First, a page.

Another Sunday evening recently found me fuming through another science infotainment show as they abound these days on not-so commercial broadcasts. It made me think about how important science education is in development and how easy it is to do it wrong. Popular science education is essential, and not only in development. Climate change is one of the most obvious issues where people need to understand what’s going on and need to understand it fast. Health issues are another area where a better understanding of scientific principles can contribute to behavior change that could promote better public health. What I tend to see around, however, is not as useful as the producers may think.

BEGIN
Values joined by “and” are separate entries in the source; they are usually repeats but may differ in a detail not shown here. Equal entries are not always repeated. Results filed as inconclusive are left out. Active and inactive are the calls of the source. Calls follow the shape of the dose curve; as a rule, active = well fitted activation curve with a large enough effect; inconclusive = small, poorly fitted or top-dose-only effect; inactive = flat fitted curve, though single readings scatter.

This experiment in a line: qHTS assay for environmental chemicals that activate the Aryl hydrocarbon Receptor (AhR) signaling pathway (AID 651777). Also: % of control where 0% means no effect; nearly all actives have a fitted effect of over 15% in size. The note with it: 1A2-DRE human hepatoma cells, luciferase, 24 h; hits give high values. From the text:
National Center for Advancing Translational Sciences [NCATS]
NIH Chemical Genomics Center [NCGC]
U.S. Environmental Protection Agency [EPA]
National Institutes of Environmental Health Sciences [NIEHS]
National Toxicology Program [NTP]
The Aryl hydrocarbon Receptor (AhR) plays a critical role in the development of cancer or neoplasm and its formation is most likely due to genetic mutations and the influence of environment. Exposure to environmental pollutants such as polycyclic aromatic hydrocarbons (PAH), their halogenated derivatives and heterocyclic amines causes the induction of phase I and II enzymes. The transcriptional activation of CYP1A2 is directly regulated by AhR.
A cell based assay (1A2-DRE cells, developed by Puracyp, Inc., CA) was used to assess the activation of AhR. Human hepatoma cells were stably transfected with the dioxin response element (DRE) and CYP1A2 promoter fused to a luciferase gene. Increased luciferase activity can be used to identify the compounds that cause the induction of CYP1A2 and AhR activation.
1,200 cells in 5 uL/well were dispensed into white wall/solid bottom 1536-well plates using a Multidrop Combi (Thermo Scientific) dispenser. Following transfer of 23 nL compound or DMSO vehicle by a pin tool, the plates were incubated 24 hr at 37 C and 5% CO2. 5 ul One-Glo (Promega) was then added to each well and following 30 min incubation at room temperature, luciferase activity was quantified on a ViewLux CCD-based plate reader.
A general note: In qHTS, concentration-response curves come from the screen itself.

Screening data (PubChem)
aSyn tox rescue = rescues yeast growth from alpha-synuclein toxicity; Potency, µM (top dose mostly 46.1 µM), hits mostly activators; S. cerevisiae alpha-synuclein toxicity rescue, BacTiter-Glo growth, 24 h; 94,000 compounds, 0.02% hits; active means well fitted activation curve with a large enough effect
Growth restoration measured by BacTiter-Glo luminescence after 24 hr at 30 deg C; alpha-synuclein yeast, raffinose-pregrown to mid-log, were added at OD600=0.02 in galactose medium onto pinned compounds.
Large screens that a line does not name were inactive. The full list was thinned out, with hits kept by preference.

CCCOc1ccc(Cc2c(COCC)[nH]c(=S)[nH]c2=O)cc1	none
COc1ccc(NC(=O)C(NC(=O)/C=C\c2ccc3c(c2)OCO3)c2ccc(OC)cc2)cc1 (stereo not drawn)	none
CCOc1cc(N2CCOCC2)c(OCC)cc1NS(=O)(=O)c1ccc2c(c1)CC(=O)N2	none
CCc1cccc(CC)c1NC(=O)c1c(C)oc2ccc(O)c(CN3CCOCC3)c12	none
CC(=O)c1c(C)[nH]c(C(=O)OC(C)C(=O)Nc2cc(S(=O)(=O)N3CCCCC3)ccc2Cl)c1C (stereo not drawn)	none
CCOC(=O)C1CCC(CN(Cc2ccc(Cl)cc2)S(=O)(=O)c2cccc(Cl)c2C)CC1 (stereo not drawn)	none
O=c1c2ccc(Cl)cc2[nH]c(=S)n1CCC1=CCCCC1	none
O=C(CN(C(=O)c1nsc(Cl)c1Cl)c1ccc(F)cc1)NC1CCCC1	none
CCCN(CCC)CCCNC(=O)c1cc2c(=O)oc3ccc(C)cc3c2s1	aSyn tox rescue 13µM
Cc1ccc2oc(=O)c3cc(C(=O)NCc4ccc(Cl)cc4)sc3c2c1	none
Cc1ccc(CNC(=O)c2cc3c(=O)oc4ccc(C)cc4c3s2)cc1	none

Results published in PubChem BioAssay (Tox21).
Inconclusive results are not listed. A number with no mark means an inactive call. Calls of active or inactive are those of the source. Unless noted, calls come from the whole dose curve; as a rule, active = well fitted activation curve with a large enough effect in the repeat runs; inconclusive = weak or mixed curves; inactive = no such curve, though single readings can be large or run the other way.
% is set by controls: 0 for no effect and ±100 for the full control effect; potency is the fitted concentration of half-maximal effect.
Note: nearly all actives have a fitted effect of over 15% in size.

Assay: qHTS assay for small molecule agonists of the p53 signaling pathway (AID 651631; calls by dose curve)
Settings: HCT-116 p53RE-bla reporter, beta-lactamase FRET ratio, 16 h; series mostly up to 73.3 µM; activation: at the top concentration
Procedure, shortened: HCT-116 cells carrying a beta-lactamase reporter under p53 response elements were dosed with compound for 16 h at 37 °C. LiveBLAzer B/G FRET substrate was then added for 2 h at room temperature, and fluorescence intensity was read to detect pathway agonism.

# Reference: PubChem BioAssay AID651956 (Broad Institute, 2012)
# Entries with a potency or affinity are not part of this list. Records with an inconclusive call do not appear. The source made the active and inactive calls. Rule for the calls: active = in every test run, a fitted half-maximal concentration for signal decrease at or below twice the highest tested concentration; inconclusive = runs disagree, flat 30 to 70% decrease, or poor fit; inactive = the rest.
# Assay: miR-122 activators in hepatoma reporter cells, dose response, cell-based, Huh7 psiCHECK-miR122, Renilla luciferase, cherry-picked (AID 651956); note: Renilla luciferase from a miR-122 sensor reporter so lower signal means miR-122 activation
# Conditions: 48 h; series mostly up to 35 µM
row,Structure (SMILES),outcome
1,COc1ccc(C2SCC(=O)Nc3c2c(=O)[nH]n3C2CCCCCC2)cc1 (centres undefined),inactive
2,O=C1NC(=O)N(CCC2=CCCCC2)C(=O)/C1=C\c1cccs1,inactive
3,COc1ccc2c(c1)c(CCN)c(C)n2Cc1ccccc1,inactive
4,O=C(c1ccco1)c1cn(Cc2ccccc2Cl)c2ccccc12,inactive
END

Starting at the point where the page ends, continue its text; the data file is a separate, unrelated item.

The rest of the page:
It requires people to be active participants in development, demanding services and products that add value to their lives and engaging in behaviors that are conducive to increasing their own welfare. Health prevention is a case in point.
At our HIV Impact Evaluation Workshop in Cape Town, South Africa in 2009, I listened to Nancy Padian, a medical researcher at the Women’s Global Health Imperative, presenting a systematic review of random control trials testing the effectiveness of HIV prevention campaigns.
The study she presented explained how three dozen HIV prevention campaigns had failed to change sexual behavior and reduce HIV incidence.
The presentation gave us pause. The review dismissed the communication campaigns as an ineffective means to change behavior and slow down the HIV epidemic.
A closer look revealed that the campaigns lacked inspiring narratives, and were communicated through outdated and uninteresting outlets such as billboards and leaflets.
The question we asked ourselves was: Can we do this differently?